I have worked personally really hard with my talent to say like, nine o’clock, I’m going to start working for you, five o’clock, we’re going to wrap it up. And I would encourage them to do the same thing, like, I think they should be working within those business hours if they can, like, obviously they’re, they can have flexible hours.

They chose this industry and they chose it for a reason. The beauty of it is that they can work very flexibly, but I think to avoid burnout for everyone, it’s just so filthy to have kind of that business hour mindset. Take Saturday, and Sunday off, and plan your content. And if they’re, if your talent is doing that, it’s going to relieve the managers a little bit too.

So kind of just an ongoing conversation that we have to have, but. Burnout is so real, something that we just need to constantly have a pulse on. Yeah. 1000 percent because burnout is like the end of our industry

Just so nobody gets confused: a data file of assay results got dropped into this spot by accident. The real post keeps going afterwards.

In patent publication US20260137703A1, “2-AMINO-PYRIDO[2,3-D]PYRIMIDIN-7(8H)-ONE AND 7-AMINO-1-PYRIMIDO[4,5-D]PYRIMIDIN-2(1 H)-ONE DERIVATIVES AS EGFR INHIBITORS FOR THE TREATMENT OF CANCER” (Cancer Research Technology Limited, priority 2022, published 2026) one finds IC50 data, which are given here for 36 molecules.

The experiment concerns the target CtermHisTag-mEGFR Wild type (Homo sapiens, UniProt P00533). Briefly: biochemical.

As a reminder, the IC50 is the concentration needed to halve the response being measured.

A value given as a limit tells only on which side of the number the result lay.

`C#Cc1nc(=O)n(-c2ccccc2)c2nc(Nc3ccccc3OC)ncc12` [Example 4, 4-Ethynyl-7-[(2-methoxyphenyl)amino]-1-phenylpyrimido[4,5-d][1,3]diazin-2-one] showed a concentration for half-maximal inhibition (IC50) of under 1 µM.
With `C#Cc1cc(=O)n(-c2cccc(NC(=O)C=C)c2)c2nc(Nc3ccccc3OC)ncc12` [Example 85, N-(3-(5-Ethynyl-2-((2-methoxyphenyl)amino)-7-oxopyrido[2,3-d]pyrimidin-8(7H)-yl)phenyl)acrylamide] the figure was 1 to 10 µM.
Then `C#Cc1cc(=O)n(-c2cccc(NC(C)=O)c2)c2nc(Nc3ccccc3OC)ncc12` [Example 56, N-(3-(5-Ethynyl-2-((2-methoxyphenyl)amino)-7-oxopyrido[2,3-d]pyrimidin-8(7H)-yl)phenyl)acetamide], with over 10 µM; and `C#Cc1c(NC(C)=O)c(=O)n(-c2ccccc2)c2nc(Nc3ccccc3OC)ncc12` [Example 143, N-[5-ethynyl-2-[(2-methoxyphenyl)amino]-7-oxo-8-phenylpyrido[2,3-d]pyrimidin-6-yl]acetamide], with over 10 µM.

[00:46:53] Jessy: and it affects everybody. It doesn’t only affect the person who’s necessarily experiencing it firsthand.

Like if you have to work with somebody in any capacity who’s so burned out, like. It’s not pleasant, or even if they’re like, not mean about it, like, you’re just not getting the best version of them, and so, I don’t know, we’ve done a whole masterclass on burnout before, and I think it’s important to continuously talk about it, especially in like Q4 of the year, and look, the real talk, some people’s Q4s are not created equal, like some people are like, oh my god, we’re so 

[00:47:27] Lindsay: busy, we’re swamps, we’re doing all these wonderful things, And some people like, ooh, 

[00:47:31] Jessy: like we expected and hope to have more business than we’re having.

So all of that equals heightened emotions. And